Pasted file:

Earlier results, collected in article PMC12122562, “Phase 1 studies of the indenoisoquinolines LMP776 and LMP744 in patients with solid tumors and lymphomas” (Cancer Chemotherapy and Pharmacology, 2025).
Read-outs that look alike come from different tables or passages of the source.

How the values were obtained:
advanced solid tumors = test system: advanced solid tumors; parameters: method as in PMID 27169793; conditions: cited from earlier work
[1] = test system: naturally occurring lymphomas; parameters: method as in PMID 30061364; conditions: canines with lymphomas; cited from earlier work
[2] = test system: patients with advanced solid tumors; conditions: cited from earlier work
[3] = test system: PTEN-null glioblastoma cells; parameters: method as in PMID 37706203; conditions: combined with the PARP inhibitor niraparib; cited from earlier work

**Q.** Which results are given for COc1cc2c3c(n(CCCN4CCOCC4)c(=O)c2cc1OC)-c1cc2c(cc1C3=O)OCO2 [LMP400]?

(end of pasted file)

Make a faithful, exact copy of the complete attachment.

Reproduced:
Earlier results, collected in article PMC12122562, “Phase 1 studies of the indenoisoquinolines LMP776 and LMP744 in patients with solid tumors and lymphomas” (Cancer Chemotherapy and Pharmacology, 2025).
Read-outs that look alike come from different tables or passages of the source.

How the values were obtained:
advanced solid tumors = test system: advanced solid tumors; parameters: method as in PMID 27169793; conditions: cited from earlier work
[1] = test system: naturally occurring lymphomas; parameters: method as in PMID 30061364; conditions: canines with lymphomas; cited from earlier work
[2] = test system: patients with advanced solid tumors; conditions: cited from earlier work
[3] = test system: PTEN-null glioblastoma cells; parameters: method as in PMID 37706203; conditions: combined with the PARP inhibitor niraparib; cited from earlier work

**Q.** Which results are given for COc1cc2c3c(n(CCCN4CCOCC4)c(=O)c2cc1OC)-c1cc2c(cc1C3=O)OCO2 [LMP400]?